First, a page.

Overtaking, rear-end, and door crashes involving bicycles: An empirical investigation

Research output: Contribution to journalArticle

43 Citations (Scopus)

Abstract

Recent emphasis on bicycling as an alternative to automobile transportation has underscored the need for research efforts directed at bicycle safety when sharing roadways with motorised vehicles. Much of the research attention is focused on junction accidents where motorists tend to infringe upon bicycles' right of way. Non-junction accidents where a motorist strikes a bicycle while overtaking it, or crashes into the rear of the bicycle, have been less frequently researched. Another common crash type is a door crash that involves a bicycle striking an open door of an automobile. Using British Stats19 accident data, the present study estimates a mixed multinomial model to predict the likelihood of a non-junction crash being of a certain crash type (out of three possible types). The methodological approach adopted allows for the individuals within the observations to have different parameter estimates (as opposed to a single parameter representing all observations). Main findings include that buses/coaches as collision partners were associated with overtaking crashes; and bicycles' traversing manoeuvres were associated with overtaking and rear-end collisions. Given a crash where a bicycle collides with a motorcycle/taxi, it is more likely a rear-end crash and a door crash, respectively. Implications of the research findings, the concluding remarks, and recommendations for future research are finally provided.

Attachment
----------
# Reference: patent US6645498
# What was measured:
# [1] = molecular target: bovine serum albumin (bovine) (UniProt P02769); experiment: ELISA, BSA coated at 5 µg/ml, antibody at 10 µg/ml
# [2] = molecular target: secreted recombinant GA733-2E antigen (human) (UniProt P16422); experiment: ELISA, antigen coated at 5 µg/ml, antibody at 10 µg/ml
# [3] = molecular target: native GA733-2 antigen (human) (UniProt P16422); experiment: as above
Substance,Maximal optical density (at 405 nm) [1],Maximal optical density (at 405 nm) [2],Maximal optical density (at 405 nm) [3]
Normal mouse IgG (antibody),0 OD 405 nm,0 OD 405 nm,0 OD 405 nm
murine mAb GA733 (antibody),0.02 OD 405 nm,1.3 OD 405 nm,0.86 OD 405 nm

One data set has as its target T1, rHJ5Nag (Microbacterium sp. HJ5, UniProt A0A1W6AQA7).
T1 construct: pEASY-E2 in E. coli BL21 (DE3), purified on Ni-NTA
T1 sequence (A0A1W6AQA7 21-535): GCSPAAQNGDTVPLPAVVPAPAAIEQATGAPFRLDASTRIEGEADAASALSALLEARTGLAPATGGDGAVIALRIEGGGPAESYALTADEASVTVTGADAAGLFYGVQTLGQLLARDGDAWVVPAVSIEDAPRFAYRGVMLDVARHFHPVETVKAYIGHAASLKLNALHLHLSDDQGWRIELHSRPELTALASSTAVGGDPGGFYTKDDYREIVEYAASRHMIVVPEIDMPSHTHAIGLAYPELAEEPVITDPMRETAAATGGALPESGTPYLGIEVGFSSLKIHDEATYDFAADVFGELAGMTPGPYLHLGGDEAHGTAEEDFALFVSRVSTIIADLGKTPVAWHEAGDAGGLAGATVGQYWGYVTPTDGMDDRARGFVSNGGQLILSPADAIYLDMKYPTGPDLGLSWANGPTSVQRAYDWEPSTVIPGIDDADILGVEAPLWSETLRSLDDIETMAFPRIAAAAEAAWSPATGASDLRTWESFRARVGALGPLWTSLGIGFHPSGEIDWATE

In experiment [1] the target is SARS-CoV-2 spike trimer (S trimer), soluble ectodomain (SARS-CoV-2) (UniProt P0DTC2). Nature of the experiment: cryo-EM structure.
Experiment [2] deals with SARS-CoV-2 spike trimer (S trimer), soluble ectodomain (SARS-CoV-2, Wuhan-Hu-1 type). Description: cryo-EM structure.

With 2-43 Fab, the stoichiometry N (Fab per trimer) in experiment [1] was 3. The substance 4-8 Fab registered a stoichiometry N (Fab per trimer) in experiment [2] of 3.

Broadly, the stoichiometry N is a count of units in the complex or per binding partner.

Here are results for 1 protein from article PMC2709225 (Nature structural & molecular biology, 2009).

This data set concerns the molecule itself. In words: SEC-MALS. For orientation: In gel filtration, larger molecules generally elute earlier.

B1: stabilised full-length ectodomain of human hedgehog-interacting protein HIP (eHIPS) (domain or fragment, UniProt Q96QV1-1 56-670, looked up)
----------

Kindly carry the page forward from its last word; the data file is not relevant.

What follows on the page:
Original languageEnglish
Pages (from-to)1228-1235
Number of pages8
JournalAccident Analysis and Prevention
Volume43
Issue number3
DOIs
Publication statusPublished - May 2011
Externally publishedYes

Keywords

  • Bicycle accident
  • Door crash
  • Mixed logit model
  • Overtaking crash
  • Rear-end crash

ASJC Scopus subject areas

  • Safety, Risk, Reliability and Quality
  • Medicine(all)
  • Public Health, Environmental and Occupational Health
  • Human Factors and Ergonomics
  • Law

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